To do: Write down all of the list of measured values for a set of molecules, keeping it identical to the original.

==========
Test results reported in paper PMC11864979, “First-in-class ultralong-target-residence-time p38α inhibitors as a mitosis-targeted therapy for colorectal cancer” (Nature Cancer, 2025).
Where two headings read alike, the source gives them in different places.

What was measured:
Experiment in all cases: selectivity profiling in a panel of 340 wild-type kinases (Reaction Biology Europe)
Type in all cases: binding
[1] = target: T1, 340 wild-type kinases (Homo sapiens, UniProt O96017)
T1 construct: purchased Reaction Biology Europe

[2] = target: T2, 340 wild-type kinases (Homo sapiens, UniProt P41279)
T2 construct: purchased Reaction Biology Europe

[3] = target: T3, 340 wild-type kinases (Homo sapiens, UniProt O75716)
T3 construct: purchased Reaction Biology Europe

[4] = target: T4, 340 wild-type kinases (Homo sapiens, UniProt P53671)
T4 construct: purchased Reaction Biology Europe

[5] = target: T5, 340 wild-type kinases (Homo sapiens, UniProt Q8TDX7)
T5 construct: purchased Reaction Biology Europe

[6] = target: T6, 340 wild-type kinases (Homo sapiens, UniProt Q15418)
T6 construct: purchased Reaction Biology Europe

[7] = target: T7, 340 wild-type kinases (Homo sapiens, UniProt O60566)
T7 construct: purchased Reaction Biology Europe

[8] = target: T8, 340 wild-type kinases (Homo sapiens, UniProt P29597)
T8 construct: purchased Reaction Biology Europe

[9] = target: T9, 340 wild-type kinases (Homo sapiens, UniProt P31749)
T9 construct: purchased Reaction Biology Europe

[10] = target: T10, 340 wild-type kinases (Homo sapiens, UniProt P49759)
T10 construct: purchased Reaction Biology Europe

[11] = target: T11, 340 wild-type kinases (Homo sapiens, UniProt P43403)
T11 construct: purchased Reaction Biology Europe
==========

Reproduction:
Test results reported in paper PMC11864979, “First-in-class ultralong-target-residence-time p38α inhibitors as a mitosis-targeted therapy for colorectal cancer” (Nature Cancer, 2025).
Where two headings read alike, the source gives them in different places.

What was measured:
Experiment in all cases: selectivity profiling in a panel of 340 wild-type kinases (Reaction Biology Europe)
Type in all cases: binding
[1] = target: T1, 340 wild-type kinases (Homo sapiens, UniProt O96017)
T1 construct: purchased Reaction Biology Europe

[2] = target: T2, 340 wild-type kinases (Homo sapiens, UniProt P41279)
T2 construct: purchased Reaction Biology Europe

[3] = target: T3, 340 wild-type kinases (Homo sapiens, UniProt O75716)
T3 construct: purchased Reaction Biology Europe

[4] = target: T4, 340 wild-type kinases (Homo sapiens, UniProt P53671)
T4 construct: purchased Reaction Biology Europe

[5] = target: T5, 340 wild-type kinases (Homo sapiens, UniProt Q8TDX7)
T5 construct: purchased Reaction Biology Europe

[6] = target: T6, 340 wild-type kinases (Homo sapiens, UniProt Q15418)
T6 construct: purchased Reaction Biology Europe

[7] = target: T7, 340 wild-type kinases (Homo sapiens, UniProt O60566)
T7 construct: purchased Reaction Biology Europe

[8] = target: T8, 340 wild-type kinases (Homo sapiens, UniProt P29597)
T8 construct: purchased Reaction Biology Europe

[9] = target: T9, 340 wild-type kinases (Homo sapiens, UniProt P31749)
T9 construct: purchased Reaction Biology Europe

[10] = target: T10, 340 wild-type kinases (Homo sapiens, UniProt P49759)
T10 construct: purchased Reaction Biology Europe

[11] = target: T11, 340 wild-type kinases (Homo sapiens, UniProt P43403)
T11 construct: purchased Reaction Biology Europe